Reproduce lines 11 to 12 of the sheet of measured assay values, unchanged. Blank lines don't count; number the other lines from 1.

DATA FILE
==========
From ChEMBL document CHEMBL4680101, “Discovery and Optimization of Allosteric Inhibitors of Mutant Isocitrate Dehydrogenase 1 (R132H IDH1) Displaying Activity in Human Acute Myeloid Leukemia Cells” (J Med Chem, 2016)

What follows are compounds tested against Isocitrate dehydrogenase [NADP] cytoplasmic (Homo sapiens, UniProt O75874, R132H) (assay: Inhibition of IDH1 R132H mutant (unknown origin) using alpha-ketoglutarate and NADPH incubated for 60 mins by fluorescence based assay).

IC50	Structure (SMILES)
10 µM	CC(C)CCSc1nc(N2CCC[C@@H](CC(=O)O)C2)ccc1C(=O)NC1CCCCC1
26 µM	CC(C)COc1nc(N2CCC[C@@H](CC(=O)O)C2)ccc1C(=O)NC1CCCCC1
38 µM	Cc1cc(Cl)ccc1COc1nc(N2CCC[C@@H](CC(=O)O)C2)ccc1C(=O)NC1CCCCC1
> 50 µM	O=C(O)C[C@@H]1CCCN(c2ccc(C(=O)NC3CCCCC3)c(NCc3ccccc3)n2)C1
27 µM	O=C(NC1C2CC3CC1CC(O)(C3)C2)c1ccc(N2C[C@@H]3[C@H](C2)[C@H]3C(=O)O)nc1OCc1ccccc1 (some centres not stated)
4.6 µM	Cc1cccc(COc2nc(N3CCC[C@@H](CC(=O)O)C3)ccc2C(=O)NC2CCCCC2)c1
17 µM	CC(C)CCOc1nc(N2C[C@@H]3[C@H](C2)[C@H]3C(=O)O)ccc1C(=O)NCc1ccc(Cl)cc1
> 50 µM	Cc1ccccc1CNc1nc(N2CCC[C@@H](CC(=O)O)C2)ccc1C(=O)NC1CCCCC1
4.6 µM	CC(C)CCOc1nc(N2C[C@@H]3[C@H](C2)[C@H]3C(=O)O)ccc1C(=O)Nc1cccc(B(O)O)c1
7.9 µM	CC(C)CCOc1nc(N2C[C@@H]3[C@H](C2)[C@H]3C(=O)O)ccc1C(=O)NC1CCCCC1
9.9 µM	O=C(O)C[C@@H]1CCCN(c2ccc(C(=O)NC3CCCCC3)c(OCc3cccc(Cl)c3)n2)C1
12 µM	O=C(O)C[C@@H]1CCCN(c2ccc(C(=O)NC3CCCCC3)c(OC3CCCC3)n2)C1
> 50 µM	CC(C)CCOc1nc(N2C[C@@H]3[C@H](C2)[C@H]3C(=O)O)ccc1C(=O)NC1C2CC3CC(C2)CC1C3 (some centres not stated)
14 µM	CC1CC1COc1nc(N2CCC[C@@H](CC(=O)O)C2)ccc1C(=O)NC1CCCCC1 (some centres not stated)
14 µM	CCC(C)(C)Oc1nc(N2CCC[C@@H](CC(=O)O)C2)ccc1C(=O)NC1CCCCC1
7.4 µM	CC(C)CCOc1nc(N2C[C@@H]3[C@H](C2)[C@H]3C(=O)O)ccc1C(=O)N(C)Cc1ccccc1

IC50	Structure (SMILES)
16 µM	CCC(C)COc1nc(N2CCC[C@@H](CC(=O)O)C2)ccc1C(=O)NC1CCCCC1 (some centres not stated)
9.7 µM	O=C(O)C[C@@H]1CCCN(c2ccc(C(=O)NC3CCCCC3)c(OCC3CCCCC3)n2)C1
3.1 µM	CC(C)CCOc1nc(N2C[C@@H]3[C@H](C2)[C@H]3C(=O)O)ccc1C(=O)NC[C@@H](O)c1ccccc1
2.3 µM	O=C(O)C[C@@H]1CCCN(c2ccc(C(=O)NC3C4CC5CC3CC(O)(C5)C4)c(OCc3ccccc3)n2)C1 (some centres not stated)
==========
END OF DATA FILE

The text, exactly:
> 50 µM	Cc1ccccc1CNc1nc(N2CCC[C@@H](CC(=O)O)C2)ccc1C(=O)NC1CCCCC1
4.6 µM	CC(C)CCOc1nc(N2C[C@@H]3[C@H](C2)[C@H]3C(=O)O)ccc1C(=O)Nc1cccc(B(O)O)c1